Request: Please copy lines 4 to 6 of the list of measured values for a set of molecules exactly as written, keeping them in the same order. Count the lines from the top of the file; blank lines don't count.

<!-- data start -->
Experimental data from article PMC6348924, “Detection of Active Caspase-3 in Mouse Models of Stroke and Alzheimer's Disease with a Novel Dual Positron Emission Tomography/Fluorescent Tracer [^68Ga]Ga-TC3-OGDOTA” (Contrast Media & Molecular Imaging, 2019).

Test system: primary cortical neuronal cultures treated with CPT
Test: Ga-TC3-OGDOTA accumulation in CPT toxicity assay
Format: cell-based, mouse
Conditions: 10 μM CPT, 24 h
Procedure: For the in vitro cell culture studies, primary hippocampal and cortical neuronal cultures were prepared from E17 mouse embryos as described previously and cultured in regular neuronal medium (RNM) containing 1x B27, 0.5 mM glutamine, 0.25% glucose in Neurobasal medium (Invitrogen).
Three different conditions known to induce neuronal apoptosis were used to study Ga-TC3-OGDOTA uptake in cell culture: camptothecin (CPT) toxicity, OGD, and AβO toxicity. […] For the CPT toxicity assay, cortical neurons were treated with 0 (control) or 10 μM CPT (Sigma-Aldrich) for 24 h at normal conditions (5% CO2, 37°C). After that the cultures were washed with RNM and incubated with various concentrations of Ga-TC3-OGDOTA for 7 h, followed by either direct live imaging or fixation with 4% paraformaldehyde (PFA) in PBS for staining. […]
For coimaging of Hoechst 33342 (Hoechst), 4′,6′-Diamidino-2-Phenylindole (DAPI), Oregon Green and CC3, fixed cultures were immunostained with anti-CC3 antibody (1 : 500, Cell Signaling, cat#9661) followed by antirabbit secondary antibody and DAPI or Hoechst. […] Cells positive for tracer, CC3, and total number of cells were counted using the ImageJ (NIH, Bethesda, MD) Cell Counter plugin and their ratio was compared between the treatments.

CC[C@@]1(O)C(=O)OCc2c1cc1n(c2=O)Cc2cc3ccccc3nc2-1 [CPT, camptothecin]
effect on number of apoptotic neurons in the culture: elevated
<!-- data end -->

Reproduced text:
Format: cell-based, mouse
Conditions: 10 μM CPT, 24 h
Procedure: For the in vitro cell culture studies, primary hippocampal and cortical neuronal cultures were prepared from E17 mouse embryos as described previously and cultured in regular neuronal medium (RNM) containing 1x B27, 0.5 mM glutamine, 0.25% glucose in Neurobasal medium (Invitrogen).